Facebook 'technical error' left THOUSANDS of children vulnerable as it allowed strangers into kids app chat
24 July 2019, 12:24 | Updated: 24 July 2019, 12:39
A Facebook flaw has caused chaos among parents after their children were left able to contact unapproved people on the app.
Earlier this week, a "technical error" in Facebook's messaging app aimed at children allowed thousands of vulnerable tots to be contacted by strangers and to enter group chats with them.
The Verge reported that Messenger Kids, which launched back in 2017 and allows children between the ages of six and 12 to interact with family and a list of pre-approved friends, suffered a huge flaw.
The error meant it was possible for the users of the app to enter group chats with different friends-of-friends which parents wouldn't have approved.
Consider how widely-used (and also abused) the social networking app is, there was a possibility for complete strangers to end up in the group chats with young children.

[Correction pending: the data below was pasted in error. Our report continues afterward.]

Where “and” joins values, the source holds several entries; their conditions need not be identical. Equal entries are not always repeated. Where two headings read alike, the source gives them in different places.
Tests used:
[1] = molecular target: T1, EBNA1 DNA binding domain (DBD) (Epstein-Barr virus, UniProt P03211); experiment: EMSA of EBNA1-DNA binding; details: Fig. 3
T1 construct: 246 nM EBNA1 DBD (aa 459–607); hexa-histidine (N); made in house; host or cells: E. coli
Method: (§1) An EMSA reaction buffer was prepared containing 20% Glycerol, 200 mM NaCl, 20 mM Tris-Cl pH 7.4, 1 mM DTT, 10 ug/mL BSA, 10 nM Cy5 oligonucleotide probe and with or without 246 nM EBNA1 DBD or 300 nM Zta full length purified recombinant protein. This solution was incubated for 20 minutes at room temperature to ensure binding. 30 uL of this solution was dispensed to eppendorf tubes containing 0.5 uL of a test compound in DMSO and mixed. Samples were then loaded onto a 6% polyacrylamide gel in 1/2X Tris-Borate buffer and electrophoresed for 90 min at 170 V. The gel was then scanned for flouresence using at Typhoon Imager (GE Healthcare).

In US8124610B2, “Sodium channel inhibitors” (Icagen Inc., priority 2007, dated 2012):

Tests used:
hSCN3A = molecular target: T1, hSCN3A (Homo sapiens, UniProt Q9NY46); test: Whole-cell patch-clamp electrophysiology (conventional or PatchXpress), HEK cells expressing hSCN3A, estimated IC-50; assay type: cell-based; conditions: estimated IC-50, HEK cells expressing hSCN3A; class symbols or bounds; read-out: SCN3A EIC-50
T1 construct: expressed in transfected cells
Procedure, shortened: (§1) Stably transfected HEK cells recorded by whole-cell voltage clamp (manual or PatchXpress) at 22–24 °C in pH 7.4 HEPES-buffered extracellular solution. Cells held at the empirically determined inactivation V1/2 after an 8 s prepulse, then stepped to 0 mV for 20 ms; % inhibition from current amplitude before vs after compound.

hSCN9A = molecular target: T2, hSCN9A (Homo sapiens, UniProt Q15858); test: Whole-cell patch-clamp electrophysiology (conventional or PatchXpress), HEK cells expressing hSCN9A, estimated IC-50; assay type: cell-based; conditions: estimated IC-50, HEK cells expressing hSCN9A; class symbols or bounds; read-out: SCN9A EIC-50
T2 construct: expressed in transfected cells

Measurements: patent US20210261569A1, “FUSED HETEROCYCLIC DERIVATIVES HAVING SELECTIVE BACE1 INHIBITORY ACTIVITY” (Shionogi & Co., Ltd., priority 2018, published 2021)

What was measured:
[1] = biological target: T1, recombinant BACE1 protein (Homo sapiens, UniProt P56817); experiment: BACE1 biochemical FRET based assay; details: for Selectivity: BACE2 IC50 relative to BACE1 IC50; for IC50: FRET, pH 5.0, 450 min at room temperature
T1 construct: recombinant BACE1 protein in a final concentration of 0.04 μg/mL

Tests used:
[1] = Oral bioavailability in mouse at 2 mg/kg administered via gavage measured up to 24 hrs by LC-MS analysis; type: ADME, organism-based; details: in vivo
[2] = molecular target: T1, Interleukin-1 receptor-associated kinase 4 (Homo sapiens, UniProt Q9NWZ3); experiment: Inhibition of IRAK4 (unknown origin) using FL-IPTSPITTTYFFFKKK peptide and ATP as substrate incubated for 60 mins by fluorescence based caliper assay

Facebook sent out a notice to thousands of parents last week which informed them that there was a design flaw, but that it has only affected a smaller number of the groups.
A spokesperson said: "We recently notified some parents of Messenger Kids account users about a technical error that we detected affecting a small number of group chats.
“We turned off the affected chats and provided parents with additional resources on Messenger Kids and online safety.”
They didn't specify how long the flaw was actually active in the children's apps but they did admit they fixed the issue "as soon as it was discovered".
It's also unknown ether or not the company received any complaints from parents prior to them discovering the flaw.
Messenger Kids has been the subject of a lot of scrutiny since its launch in December 2017, with a number of consumer groups filing a complaint with the FTC stating that the app violates children's privacy.
They also complained that it doesn't meet the requirements of the Children's Online Privacy Protection Act s it's not designed "to ensure that the person providing consent is actually the child's parent".